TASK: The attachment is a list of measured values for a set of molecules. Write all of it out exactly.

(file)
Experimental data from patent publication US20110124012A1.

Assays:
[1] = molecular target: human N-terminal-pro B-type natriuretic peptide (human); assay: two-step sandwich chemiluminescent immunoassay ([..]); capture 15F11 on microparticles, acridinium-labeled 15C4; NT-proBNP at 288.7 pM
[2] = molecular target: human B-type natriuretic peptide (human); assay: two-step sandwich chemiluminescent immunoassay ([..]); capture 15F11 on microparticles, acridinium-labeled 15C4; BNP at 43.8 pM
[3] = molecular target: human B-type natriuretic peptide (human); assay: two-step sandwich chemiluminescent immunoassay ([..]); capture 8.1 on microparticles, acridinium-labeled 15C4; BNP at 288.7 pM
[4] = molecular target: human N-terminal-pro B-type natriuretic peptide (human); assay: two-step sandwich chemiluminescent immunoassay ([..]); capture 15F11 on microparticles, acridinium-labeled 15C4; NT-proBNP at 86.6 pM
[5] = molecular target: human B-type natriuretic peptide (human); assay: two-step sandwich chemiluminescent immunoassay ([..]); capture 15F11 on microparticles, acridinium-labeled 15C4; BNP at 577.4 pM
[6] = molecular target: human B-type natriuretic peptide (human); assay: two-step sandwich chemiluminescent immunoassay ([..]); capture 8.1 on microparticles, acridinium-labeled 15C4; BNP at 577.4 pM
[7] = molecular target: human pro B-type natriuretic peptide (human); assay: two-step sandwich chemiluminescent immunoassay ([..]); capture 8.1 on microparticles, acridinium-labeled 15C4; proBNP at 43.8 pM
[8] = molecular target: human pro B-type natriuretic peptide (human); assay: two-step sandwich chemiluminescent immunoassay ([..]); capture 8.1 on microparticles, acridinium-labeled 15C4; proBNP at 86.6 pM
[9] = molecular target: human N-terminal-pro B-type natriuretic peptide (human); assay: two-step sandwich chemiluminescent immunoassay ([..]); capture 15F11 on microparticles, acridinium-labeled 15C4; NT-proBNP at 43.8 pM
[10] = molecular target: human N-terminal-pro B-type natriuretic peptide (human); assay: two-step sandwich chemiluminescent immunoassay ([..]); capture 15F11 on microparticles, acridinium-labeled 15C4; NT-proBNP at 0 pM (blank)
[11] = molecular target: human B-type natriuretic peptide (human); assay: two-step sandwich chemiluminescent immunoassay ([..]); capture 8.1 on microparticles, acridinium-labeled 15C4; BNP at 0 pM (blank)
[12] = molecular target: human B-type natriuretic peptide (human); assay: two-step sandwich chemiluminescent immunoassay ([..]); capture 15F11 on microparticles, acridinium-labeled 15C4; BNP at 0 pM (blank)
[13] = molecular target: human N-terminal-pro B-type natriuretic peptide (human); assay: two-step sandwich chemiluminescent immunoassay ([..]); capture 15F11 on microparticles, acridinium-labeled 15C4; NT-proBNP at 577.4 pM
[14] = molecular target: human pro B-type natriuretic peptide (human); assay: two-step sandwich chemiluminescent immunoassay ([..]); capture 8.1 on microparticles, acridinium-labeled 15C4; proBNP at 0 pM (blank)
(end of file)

Experimental data from patent publication US20110124012A1.

Assays:
[1] = molecular target: human N-terminal-pro B-type natriuretic peptide (human); assay: two-step sandwich chemiluminescent immunoassay ([..]); capture 15F11 on microparticles, acridinium-labeled 15C4; NT-proBNP at 288.7 pM
[2] = molecular target: human B-type natriuretic peptide (human); assay: two-step sandwich chemiluminescent immunoassay ([..]); capture 15F11 on microparticles, acridinium-labeled 15C4; BNP at 43.8 pM
[3] = molecular target: human B-type natriuretic peptide (human); assay: two-step sandwich chemiluminescent immunoassay ([..]); capture 8.1 on microparticles, acridinium-labeled 15C4; BNP at 288.7 pM
[4] = molecular target: human N-terminal-pro B-type natriuretic peptide (human); assay: two-step sandwich chemiluminescent immunoassay ([..]); capture 15F11 on microparticles, acridinium-labeled 15C4; NT-proBNP at 86.6 pM
[5] = molecular target: human B-type natriuretic peptide (human); assay: two-step sandwich chemiluminescent immunoassay ([..]); capture 15F11 on microparticles, acridinium-labeled 15C4; BNP at 577.4 pM
[6] = molecular target: human B-type natriuretic peptide (human); assay: two-step sandwich chemiluminescent immunoassay ([..]); capture 8.1 on microparticles, acridinium-labeled 15C4; BNP at 577.4 pM
[7] = molecular target: human pro B-type natriuretic peptide (human); assay: two-step sandwich chemiluminescent immunoassay ([..]); capture 8.1 on microparticles, acridinium-labeled 15C4; proBNP at 43.8 pM
[8] = molecular target: human pro B-type natriuretic peptide (human); assay: two-step sandwich chemiluminescent immunoassay ([..]); capture 8.1 on microparticles, acridinium-labeled 15C4; proBNP at 86.6 pM
[9] = molecular target: human N-terminal-pro B-type natriuretic peptide (human); assay: two-step sandwich chemiluminescent immunoassay ([..]); capture 15F11 on microparticles, acridinium-labeled 15C4; NT-proBNP at 43.8 pM
[10] = molecular target: human N-terminal-pro B-type natriuretic peptide (human); assay: two-step sandwich chemiluminescent immunoassay ([..]); capture 15F11 on microparticles, acridinium-labeled 15C4; NT-proBNP at 0 pM (blank)
[11] = molecular target: human B-type natriuretic peptide (human); assay: two-step sandwich chemiluminescent immunoassay ([..]); capture 8.1 on microparticles, acridinium-labeled 15C4; BNP at 0 pM (blank)
[12] = molecular target: human B-type natriuretic peptide (human); assay: two-step sandwich chemiluminescent immunoassay ([..]); capture 15F11 on microparticles, acridinium-labeled 15C4; BNP at 0 pM (blank)
[13] = molecular target: human N-terminal-pro B-type natriuretic peptide (human); assay: two-step sandwich chemiluminescent immunoassay ([..]); capture 15F11 on microparticles, acridinium-labeled 15C4; NT-proBNP at 577.4 pM
[14] = molecular target: human pro B-type natriuretic peptide (human); assay: two-step sandwich chemiluminescent immunoassay ([..]); capture 8.1 on microparticles, acridinium-labeled 15C4; proBNP at 0 pM (blank)